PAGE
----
}
             ]
         },
         "apiMigrations": {
             "gdpr": true
         }
     }
  9. Restart your Atlassian Connect app and let it redeploy to Jira Service Desk. Normally, code changes are applied without restarting, but since we made changes to atlassian-connect.json, we must restart.

Since you've added the module to jiraProjectTabPanels, a new link will appear in the sidebar of each Jira project. That link will open the URL specified at url.

To limit this module to users with Jira Service Desk, we've added two conditions that must be satisfied for the module to appear: the user must be logged in, and they must have access to Jira Service Desk. For more information about module conditions, see Conditions.

You have now extended the Jira Service Desk UI with your app! Check it out by going to the agent portal of your previously created Service Desk project. Then, in the Jira sidebar, click Add-ons, then My Requests. This will take you to the (currently blank) "My Requests" page!

Newly created My Requests page

Using the Jira Service Desk REST API

The Jira Service Desk REST API is how Atlassian Connect apps communicate with Jira Service Desk, either for retrieving data or sending it. For more information, see the Jira Service Desk REST API reference (Cloud).

For the purposes of this tutorial, you'll only be using a single REST endpoint: /rest/servicedeskapi/request. This endpoint is used to retrieve the list of requests made by the currently logged-in user.

The steps below will show you how to call the Jira Service Desk REST API to retrieve the list of requests, then create and populate a table with the results:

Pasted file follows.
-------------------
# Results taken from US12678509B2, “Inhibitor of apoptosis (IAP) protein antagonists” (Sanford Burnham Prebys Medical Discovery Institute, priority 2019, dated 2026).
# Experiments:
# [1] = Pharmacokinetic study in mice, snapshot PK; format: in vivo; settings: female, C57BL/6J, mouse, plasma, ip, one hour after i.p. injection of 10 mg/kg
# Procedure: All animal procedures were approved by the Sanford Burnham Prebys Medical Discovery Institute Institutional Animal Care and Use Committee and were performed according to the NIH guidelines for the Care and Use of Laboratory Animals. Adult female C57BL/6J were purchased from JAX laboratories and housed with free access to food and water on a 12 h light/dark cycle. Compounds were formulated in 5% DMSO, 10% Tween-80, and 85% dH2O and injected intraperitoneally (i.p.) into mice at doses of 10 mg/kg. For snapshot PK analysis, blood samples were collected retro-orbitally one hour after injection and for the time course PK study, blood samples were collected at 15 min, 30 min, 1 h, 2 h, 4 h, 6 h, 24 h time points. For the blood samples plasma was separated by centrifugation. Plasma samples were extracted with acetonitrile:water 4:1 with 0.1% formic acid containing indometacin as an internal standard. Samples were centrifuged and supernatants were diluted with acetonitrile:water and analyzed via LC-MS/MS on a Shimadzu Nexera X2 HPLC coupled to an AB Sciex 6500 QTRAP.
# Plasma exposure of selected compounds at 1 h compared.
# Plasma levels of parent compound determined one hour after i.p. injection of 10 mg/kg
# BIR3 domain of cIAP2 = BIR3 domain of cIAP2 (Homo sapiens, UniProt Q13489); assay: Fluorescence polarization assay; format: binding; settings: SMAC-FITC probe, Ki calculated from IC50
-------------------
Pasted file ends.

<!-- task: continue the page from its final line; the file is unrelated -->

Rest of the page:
1. Go to the /public/js subdirectory, in your sd-my-requests directory.
  2. Edit the addon.js file, and add the following code:

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    $(document).ready(function () {
         // GET our Service Desk requests via the Jira Service Desk REST API
         AP.request({
             url: '/rest/servicedeskapi/request',
             success: function (response) {
                 // Parse the response JSON
                 var json = JSON.parse(response);
    
                 // Store the base URL for later
                 var baseUrl = json._links.base;
    
                 // Did we get any requests back?
                 if (json.values.length > 0) {
                     // Create a table with the resulting requests
                     $('<table>').addClass('aui').append(
                         $('<thead>').append(
                             $('<tr>').append(
                                 $('<th>').text('Issue Key'),
                                 $('<th>').text('Current Status'),
                                 $('<th>').text('Summary'),
                                 $('<th>').text('Date Created'),
                                 $('<th>')
                             )
                         ),
                         $('<tbody>').append(
                             $.map(json.values, function (e) {
                                 // Map each request to a HTML table row
                                 return $('<tr>').append(
                                     $('<td>').append(
                                         $('<a>').attr('href',
                                                         baseUrl + '/browse/' + e.issueKey)